Areas to Be for and/or
Considered Compacting Enrichment
for Basic Activities
Compacting Materials
Types of Compacting
Basic Skills Compacting:
Eliminates specific skills that students have
already acquired.
Spelling, mathematics, or grammar.
Pre-testing is easier to accomplish.
Mastery can be documented more easily /objectively.

Content Compacting
Social studies, science, and literature
Students may already know the objectives or may be able to read the
material and master the objectives in a fraction of the time.
More flexiblestudents can absorb the material at their own speed.
Evaluation may be less formal essays, interviews, or open ended
tasks
INDIVIDUAL EDUCATIONAL PROGRAMMING GUIDE
The Compactor Prepared by: Joseph S. Renzulli
Linda M. Smith

NAME__________________________________ AGE________ TEACHER(S) _______________________ Individual Conference Dates And Persons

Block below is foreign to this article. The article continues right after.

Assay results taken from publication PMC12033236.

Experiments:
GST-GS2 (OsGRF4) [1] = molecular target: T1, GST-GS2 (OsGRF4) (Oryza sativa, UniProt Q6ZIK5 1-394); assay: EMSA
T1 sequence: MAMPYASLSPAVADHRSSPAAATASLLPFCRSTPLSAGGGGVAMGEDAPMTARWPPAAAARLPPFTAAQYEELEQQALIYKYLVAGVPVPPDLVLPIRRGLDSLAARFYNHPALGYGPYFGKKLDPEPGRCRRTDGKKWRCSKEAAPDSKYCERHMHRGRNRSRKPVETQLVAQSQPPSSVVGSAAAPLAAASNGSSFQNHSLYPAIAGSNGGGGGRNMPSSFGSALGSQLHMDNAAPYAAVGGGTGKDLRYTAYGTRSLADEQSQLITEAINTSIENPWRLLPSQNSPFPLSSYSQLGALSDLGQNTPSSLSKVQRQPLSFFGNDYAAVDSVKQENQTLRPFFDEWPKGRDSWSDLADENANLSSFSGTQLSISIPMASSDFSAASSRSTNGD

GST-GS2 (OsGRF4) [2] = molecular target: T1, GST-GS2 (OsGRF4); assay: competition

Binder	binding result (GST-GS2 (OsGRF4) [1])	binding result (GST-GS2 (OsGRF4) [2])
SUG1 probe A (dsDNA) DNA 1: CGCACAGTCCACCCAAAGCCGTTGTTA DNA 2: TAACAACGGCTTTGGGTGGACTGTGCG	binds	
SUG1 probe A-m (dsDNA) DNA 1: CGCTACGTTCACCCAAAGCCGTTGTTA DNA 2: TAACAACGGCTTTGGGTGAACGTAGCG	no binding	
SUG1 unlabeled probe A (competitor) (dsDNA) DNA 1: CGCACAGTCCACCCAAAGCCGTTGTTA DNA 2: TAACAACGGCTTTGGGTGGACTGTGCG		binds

Participating in Planning Of IEP

SCHOOL _______________________________ GRADE_____ PARENT(S) ________________________ _______ _______ _______ _______

CURRICULUM AREAS TO BE CONSIDERED PROCEDURES FOR COMPACTING BASIC ACCELERATION AND/OR ENRICHMENT
FOR COMPACTING Provide a brief description of MATERIAL Describe activities that will be used to ACTIVITIES Describe activities that will be used to
basic material to be covered during this marking period guarantee proficiency in basic curricular areas. provide advanced level learning experiences in each
and the assessment information or evidence that area of the regular curriculum.